Don Linn's post on the business of book publishing "Risk and Return in the Time of Cholera", did a good job of explaining the John Sargent "disastrous but stable" comment that I reported last week. The observation that I found most interesting in Linn's article was that technological change surrounding the transition to ebooks will necessitate significant expenditures of capital. "Given weak balance sheets and low ROI's, where will the capital come from to finance the rapid innovation and change required?"
OCLC sold most of its NetLibrary Division to EBSCO Publishing. The transaction is surely a manifestation of the need for innovation capital identified by Don Linn.
First, I need to make disclaimers. For the most part, I've avoided writing here about OCLC, the world's largest library cooperative. I worked there for three years, and I have continuing obligations regarding proprietary information, so writing about OCLC means I have to do extra work to make sure that things I know and write are public information. Although I didn't work with the NetLibrary division at all, you can't work somewhere for three years without developing bias, so consider yourself disclaimered.
NetLibrary was a bubble-era dot-com that was the first company to try to make a business of creating, aggregating and selling ebooks. eBook adoption was too slow for NetLibrary to generate the returns that investors had hoped for, and it burned through over $100 million of venture capital and crashed. OCLC was the white knight that rode in to rescue the company, picking it out of the bankruptcy dumpster for only $10 million. OCLC said that it did so to protect the investments its members had made in NetLibrary ebooks, but another way to understand its motivation is to note that libraries and the institutions that serve them have much longer horizons than venture capitalists, and OCLC could afford to wait for for the day that ebooks would transition from curiosity to widely used medium.
iPad came along. While you can listen to a NetLibrary audiobook on your iPod, you can't read a NetLibrary ebook on your iPhone. NetLibrary now uses the Adobe Content Server to allow its PDFs to be read on the nook from Barnes & Noble and on Sony Digital Readers. Clearly NetLibrary will need some significant investment to keep up with the rapidly changing ebook environment.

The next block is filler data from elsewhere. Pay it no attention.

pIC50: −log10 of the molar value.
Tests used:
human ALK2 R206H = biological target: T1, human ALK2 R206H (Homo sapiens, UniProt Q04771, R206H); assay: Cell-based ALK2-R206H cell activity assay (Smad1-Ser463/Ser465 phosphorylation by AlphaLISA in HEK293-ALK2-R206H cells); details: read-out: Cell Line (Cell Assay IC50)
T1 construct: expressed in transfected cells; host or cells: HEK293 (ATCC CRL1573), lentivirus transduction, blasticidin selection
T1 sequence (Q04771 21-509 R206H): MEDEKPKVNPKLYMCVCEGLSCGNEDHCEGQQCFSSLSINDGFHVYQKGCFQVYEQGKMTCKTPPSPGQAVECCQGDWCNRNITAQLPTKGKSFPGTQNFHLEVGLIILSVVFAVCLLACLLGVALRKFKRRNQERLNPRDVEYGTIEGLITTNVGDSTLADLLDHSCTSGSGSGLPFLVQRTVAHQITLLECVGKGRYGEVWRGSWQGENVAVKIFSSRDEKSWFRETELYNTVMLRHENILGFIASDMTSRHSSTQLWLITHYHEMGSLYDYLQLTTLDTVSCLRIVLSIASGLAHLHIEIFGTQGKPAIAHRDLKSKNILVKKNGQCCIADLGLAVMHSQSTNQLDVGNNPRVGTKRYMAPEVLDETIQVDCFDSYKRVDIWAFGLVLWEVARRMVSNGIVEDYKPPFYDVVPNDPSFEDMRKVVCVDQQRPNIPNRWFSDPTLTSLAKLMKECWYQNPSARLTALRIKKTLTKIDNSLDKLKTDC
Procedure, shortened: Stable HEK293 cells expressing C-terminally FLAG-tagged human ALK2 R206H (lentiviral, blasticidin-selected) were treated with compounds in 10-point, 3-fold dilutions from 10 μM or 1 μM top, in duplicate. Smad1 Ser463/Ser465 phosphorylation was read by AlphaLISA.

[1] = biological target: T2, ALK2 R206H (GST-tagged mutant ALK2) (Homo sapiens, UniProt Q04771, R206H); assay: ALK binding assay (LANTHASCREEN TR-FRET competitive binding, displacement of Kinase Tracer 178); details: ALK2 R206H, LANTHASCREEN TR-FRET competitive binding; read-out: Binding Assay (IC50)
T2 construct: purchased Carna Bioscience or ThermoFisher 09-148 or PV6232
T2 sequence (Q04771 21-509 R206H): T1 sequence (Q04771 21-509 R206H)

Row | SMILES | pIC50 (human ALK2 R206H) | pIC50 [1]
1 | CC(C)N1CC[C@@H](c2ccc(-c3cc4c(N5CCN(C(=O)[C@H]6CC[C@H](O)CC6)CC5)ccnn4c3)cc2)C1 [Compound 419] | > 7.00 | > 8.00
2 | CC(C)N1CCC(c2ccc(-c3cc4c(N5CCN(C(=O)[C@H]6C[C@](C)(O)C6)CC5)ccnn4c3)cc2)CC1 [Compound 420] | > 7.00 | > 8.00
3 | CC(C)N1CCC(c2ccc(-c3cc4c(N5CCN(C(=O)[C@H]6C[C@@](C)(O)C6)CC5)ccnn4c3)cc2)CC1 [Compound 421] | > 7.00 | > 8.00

The sale of NetLibrary should be viewed primarily as a capital allocation decision by OCLC. eBooks and eReaders are not the only change happening in the library world, and NetLibrary is not the only major product at OCLC that would suck up significant capital. OCLC is making significant investments in cloud-based library management service based on WorldCat and WorldCat Local, and sensibly managed businesses, even non-profit ones, allocate capital according to the potential value created.
With capable ebook competitors such as Overdrive, ebrary, Myilibrary (part of Ingram Digital Group) and others, it's difficult to make the case that NetLibrary was providing unique value or substantial cost savings for OCLC member libraries. In contrast, WorldCat is a unique resource and the library management services being built on it promise a revolution in the way libraries work. According to OCLC VP Chip Nilges, quoted in an article worth reading in Library Journal, selling NetLibrary is "a strategic repositioning from hosting and reselling content to building WorldCat out as a platform that libraries can use to manage and provide access to their entire collection."
Netlibrary's presence in the ebook market may also have conflicted with OCLC's desire to catalogue, expose and link to every ebook held by libraries. To best do this, OCLC needs cooperation from ebook vendors other than NetLibrary. These competitors probably weren't happy that OCLC's library holdings database constituted valuable market intelligence- what they were selling and who they was selling it to.
If OCLC wasn't willing to finance rapid ebook innovation, why does EBSCO Publishing appear to be willing to do so?
started out selling magazine subscriptions. Elton B. Stephens, the company's founder and the EBS of EBSCO, noticed that his customers, which included the military, needed binders to put the magazines in and shelves to put them on, so he started selling binders and shelving. EBSCO grew into the largest subscription agency in the world, and provides libraries and corporations tools to create and manage their virtual magazine shelves. Somewhere along the way it also became the largest fishing lure manufacturer in the world.
I think the answer to Don Linn's question is that the capital to support rapid innovation in ebooks will come (and has come from) from incumbents in adjacent industries with expertise in products that are not print books. Amazon first developed eCommerce capability; Apple developed consumer devices and a content marketplace; Google sells ads and delivers search. Starbucks does storefronts.
I wouldn't be surprised if one or more of the NetLibrary competitors I named above are soon acquired by "adjacent industry incumbents". The comment thread is open for your speculatory pleasure.